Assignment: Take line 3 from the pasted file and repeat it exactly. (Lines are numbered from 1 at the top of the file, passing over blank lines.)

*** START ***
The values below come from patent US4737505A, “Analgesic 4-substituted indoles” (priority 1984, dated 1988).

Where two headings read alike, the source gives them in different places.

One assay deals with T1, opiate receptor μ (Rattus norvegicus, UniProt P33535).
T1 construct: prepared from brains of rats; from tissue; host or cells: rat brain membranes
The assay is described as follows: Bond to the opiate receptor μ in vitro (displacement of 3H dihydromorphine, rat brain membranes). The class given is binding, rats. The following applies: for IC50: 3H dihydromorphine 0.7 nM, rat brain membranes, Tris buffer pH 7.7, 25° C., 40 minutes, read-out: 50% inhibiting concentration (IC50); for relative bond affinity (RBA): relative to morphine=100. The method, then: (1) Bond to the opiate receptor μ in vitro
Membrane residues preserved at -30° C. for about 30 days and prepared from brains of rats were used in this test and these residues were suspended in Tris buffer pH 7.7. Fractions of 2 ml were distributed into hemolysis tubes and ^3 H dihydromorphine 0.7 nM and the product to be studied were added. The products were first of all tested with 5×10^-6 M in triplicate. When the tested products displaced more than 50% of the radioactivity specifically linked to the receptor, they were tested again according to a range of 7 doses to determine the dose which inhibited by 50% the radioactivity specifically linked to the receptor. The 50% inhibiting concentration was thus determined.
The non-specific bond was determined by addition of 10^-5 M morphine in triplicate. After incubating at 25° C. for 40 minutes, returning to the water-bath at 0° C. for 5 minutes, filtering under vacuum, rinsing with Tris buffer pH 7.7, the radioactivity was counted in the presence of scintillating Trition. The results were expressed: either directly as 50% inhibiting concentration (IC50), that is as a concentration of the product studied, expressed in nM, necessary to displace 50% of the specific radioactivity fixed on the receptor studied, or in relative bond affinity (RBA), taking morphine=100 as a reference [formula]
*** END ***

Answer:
One assay deals with T1, opiate receptor μ (Rattus norvegicus, UniProt P33535).